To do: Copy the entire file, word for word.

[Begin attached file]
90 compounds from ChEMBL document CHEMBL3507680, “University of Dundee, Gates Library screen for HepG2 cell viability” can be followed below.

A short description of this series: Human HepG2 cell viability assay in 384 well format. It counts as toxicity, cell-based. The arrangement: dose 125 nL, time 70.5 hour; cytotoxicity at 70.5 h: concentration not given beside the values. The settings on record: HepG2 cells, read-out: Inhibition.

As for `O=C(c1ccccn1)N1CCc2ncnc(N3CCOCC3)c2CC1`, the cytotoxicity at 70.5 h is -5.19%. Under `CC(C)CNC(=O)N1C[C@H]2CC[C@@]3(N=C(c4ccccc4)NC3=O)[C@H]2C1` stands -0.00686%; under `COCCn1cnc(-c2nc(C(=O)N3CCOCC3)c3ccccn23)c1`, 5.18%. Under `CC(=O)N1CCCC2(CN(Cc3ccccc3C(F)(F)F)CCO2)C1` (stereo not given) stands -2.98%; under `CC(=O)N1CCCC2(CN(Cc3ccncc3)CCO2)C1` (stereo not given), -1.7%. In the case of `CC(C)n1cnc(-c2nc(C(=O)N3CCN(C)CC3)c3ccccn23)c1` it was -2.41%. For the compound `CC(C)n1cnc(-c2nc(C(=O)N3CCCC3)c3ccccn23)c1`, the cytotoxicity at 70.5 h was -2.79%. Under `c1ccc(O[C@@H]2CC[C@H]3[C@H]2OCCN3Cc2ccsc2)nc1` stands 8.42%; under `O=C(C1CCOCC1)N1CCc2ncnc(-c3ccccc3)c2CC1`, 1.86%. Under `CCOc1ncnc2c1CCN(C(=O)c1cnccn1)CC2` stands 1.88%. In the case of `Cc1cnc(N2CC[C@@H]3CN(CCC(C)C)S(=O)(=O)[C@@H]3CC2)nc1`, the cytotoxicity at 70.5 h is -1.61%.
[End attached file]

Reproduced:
90 compounds from ChEMBL document CHEMBL3507680, “University of Dundee, Gates Library screen for HepG2 cell viability” can be followed below.

A short description of this series: Human HepG2 cell viability assay in 384 well format. It counts as toxicity, cell-based. The arrangement: dose 125 nL, time 70.5 hour; cytotoxicity at 70.5 h: concentration not given beside the values. The settings on record: HepG2 cells, read-out: Inhibition.

As for `O=C(c1ccccn1)N1CCc2ncnc(N3CCOCC3)c2CC1`, the cytotoxicity at 70.5 h is -5.19%. Under `CC(C)CNC(=O)N1C[C@H]2CC[C@@]3(N=C(c4ccccc4)NC3=O)[C@H]2C1` stands -0.00686%; under `COCCn1cnc(-c2nc(C(=O)N3CCOCC3)c3ccccn23)c1`, 5.18%. Under `CC(=O)N1CCCC2(CN(Cc3ccccc3C(F)(F)F)CCO2)C1` (stereo not given) stands -2.98%; under `CC(=O)N1CCCC2(CN(Cc3ccncc3)CCO2)C1` (stereo not given), -1.7%. In the case of `CC(C)n1cnc(-c2nc(C(=O)N3CCN(C)CC3)c3ccccn23)c1` it was -2.41%. For the compound `CC(C)n1cnc(-c2nc(C(=O)N3CCCC3)c3ccccn23)c1`, the cytotoxicity at 70.5 h was -2.79%. Under `c1ccc(O[C@@H]2CC[C@H]3[C@H]2OCCN3Cc2ccsc2)nc1` stands 8.42%; under `O=C(C1CCOCC1)N1CCc2ncnc(-c3ccccc3)c2CC1`, 1.86%. Under `CCOc1ncnc2c1CCN(C(=O)c1cnccn1)CC2` stands 1.88%. In the case of `Cc1cnc(N2CC[C@@H]3CN(CCC(C)C)S(=O)(=O)[C@@H]3CC2)nc1`, the cytotoxicity at 70.5 h is -1.61%.